Tax ruling a warning to SMSFs on ‘rubber stamping’
Further guidance released by the ATO on central control and management has highlighted the importance of minutes for ensuring an SMSF meets the residency rules, says an industry lawyer.
The ruling provides clarity on the ATO’s position on when a company will be considered a resident in Australia for tax purposes under the central management and control test of residency.
Given that the residency test for determining whether an SMSF is an Australian superannuation fund hinges off central management and control, this ruling is also significant for SMSFs, explains DBA Lawyers director Daniel Butler.
The ATO has also issued practical compliance guideline 2018/D3 which explains how to apply the commissioner’s views in TR 2018/5.
Mr Butler said this guidance is important for SMSF members who head overseas and then appoint an attorney as an instituted director.
The ruling emphasises that directors must be the ones making high level decisions and exercising their own intelligence and knowledge as opposed to merely “rubber stamping” decisions, he said.
In the SMSF context, Mr Butler said the parents may have gone overseas are appointed their adult children as directors but are still dictating high level decisions.
“The children may be seen as the outsiders who are the puppets and doing everything at the call and direction of their parents who are overseas,” he explained.
“SMSFs need to be very careful that the instituted directors in Australia are not mere puppets who are rubber stamping decisions.”
The guidance highlights that the knowledge of the directors is an important element in establishing whether a fund meets the central control and management test, said Mr Butler.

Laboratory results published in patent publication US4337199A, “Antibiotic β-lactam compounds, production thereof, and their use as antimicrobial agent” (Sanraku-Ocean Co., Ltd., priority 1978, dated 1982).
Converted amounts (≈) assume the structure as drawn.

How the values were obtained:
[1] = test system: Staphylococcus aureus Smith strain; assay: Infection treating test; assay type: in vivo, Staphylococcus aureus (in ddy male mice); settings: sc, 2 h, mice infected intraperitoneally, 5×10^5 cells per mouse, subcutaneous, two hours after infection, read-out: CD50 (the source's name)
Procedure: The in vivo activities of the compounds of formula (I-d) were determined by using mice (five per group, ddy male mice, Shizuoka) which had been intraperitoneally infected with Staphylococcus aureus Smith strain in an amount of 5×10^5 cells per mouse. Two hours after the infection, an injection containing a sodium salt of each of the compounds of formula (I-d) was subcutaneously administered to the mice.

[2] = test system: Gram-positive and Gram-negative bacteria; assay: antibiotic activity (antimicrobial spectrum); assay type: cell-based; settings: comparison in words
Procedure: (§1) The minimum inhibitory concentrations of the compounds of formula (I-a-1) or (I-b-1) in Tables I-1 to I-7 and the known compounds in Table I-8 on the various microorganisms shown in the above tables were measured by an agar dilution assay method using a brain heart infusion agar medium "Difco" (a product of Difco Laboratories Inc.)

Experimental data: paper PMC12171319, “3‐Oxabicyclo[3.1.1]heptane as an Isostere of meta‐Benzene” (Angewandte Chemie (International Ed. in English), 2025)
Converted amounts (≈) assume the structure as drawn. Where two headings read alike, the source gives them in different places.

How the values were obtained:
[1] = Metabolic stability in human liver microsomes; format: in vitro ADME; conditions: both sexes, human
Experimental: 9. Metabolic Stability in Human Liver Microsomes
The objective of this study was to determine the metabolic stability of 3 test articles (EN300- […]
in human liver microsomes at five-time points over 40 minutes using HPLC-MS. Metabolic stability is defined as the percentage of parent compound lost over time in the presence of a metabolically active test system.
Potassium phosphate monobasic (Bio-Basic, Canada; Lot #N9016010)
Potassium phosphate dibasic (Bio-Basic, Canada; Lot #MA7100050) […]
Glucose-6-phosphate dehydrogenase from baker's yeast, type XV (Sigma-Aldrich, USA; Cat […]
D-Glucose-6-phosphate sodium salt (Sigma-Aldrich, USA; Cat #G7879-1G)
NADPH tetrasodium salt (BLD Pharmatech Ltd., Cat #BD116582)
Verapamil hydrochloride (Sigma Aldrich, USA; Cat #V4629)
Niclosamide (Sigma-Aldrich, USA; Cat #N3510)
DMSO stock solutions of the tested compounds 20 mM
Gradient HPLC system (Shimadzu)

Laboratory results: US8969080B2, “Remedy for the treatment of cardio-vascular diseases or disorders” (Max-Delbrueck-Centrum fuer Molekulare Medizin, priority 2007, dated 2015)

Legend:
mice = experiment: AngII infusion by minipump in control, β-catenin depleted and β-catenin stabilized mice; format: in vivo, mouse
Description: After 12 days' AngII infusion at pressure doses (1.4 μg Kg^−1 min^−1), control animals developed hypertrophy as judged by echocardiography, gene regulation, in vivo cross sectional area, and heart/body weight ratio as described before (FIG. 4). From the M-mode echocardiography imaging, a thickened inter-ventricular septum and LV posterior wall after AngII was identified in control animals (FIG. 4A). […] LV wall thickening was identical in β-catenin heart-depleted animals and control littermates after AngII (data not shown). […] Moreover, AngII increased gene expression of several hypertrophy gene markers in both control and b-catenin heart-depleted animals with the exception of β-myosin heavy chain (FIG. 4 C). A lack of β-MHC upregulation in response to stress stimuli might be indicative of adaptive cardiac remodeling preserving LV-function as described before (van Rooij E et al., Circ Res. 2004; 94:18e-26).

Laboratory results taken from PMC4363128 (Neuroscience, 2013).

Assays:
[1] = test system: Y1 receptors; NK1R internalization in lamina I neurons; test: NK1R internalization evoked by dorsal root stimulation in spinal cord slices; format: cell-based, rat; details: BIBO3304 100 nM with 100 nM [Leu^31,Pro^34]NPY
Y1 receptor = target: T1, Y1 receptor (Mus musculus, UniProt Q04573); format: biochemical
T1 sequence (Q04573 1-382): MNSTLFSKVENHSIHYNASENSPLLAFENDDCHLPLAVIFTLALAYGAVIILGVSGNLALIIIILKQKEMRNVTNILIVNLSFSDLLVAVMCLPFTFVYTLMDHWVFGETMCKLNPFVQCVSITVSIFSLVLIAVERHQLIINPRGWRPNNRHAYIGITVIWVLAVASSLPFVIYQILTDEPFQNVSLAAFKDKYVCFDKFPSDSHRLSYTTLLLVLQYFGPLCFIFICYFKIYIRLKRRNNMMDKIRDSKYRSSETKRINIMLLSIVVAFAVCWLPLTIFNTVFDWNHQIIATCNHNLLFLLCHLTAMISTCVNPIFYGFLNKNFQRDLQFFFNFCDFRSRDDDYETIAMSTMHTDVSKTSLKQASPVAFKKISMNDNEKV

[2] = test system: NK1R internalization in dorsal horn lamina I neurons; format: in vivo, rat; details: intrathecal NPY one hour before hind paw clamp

“If you’re going to appoint an attorney to run the fund then you want to select someone who is familiar with the SMSF space because as a director they will need to meet obligations under the Corporations Act,” he warned.
“When they consent to being a director, they have to say they know about all these super rules and if things go off the rails they could be hit up with penalties.”
The guidance also stresses the importance of minutes as evidence for establishing that a fund has its central management control in Australia.
Mr Butler said the ATO makes it clear that if a fund has good board minutes setting out key decisions and the location at which they were made, the ATO won’t need to go looking further at other evidence.
PCG 2018/D3 states that “only when a company has not kept board minutes, makes high-level decisions outside of board meetings, the board minutes do not disclose where directors are making a company’s high-level decision or the board minutes are false, will it be necessary to look at other evidence of who makes and where they make the company's high-level decisions”.
Mr Butler said SMSFs are typically very light on minutes and resolutions.
“They generally don’t document hardly anything. It's generally their accountants who whack a few things together at the end of the financial year,” he said.
“Being more proactive with keeping minutes and resolutions is a very good thing and important for risk management.”